In Cockney rhyming slang, simple terms like ‘stairs’ are replaced with phrases like ‘apples and pears’ which are themselves replaced with shortened versions: ‘I heard a noise, so I ran up the apples, and he was climbing in through the window!’ Many writers use these terms in contexts where they can be easily deciphered, telling the reader that this is a unique form of speech from a place they don’t know, but one that’s accessible to them. As readers learn what terms mean what, it becomes inclusive – they understood all along, but now they’re in on the joke.
This isn’t always the intent, though, and slang and idioms can also be used to create distance – in A Clockwork Orange, Anthony Burgess has his characters use ‘Nadsat’ slang. Since the book is narrated in the first person, the reader is confronted by a language that’s immediately hostile; something they have to put effort into understanding.
Our pockets were full of deng, so there was no real need from the point of view of crasting any more pretty polly to tolchock some old veck in an alley and viddy him swim in his blood while we counted the takings and divided by four, nor to do the ultra-violent on some shivering starry grey-haired ptitsa in a shop and go smecking off with the till’s guts. But, as they say, money isn’t everything.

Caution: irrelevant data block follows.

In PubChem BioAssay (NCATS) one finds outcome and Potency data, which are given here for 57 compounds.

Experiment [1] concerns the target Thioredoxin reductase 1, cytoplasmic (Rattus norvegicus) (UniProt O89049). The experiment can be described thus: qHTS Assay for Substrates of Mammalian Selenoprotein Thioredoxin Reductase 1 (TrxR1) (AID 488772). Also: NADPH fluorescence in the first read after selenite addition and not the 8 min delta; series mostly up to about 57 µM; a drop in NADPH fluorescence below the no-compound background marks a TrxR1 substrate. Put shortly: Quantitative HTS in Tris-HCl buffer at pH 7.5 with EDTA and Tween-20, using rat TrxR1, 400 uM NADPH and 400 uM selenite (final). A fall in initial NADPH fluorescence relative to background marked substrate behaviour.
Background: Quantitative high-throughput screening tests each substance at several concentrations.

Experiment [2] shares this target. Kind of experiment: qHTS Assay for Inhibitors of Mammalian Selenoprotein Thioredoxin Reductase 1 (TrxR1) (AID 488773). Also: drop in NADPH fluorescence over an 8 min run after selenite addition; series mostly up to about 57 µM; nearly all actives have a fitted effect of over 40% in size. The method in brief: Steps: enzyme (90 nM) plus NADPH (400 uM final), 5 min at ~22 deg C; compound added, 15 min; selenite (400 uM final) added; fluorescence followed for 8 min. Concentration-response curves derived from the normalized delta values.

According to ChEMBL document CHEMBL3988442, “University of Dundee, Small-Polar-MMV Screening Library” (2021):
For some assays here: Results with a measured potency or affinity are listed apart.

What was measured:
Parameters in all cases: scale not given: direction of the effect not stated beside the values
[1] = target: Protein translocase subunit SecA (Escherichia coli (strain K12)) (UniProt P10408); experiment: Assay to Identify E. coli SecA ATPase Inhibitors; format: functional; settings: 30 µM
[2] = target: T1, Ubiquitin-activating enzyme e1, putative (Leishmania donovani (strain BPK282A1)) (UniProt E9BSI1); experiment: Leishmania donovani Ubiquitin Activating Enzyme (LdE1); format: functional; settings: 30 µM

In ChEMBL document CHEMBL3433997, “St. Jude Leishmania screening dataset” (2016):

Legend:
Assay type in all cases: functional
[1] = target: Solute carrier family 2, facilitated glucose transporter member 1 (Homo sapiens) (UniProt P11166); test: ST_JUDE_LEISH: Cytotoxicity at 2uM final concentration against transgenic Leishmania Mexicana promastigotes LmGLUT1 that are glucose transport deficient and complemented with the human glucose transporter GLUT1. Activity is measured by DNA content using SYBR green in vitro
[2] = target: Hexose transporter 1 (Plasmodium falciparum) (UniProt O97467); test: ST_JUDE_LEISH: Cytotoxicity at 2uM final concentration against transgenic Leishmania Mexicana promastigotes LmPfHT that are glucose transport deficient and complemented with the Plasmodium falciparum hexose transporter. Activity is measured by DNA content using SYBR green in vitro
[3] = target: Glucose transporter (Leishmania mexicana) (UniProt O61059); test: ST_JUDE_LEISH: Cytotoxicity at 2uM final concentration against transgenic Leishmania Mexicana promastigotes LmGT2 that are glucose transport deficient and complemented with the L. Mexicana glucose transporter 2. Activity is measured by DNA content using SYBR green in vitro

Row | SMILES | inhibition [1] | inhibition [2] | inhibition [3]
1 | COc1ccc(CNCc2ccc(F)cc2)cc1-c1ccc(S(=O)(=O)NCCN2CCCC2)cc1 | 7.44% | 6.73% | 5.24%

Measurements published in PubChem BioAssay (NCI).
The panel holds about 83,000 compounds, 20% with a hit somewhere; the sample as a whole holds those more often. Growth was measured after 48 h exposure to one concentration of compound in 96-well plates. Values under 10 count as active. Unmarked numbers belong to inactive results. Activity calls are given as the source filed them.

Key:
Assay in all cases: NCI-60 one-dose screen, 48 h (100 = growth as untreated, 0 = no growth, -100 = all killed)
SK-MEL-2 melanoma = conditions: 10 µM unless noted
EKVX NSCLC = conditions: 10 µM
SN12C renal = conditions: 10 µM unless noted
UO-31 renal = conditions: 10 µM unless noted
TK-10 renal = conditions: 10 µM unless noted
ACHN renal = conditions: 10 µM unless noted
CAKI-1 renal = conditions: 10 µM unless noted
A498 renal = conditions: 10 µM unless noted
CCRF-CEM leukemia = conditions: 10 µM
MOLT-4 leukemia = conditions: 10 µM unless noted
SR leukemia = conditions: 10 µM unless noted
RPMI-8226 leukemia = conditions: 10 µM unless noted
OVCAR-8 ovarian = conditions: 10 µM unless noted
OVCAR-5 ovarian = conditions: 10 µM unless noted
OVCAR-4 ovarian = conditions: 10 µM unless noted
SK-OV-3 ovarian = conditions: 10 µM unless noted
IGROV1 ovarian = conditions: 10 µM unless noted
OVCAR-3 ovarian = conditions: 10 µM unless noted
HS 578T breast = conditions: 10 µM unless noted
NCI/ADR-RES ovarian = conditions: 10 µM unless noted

– A Clockwork Orange, Anthony Burgess
It’s not the easiest way to pitch your story, but it does give the unmistakable impression that this world existed before the reader’s arrival. Again, though, it’s just a case of substitution, and after the initial alienation, the reader can acclimatize easily through context.
If you’re going to use new slang and sayings in your fictional language, this reliance on context should be at the forefront of your mind – wherever possible, try to present slang to your reader in a context that makes its meaning either incidental or easy to guess. Even languages intended to alienate shouldn’t keep the reader out for long.
Start with culture
The next step is to start inventing culturally important words. Slang and idioms are the frills – they imply a different world and culture – but specific terminology is more important. The concepts combined in new words suggest what your fictional culture values; what’s true for them that isn’t covered by existing languages.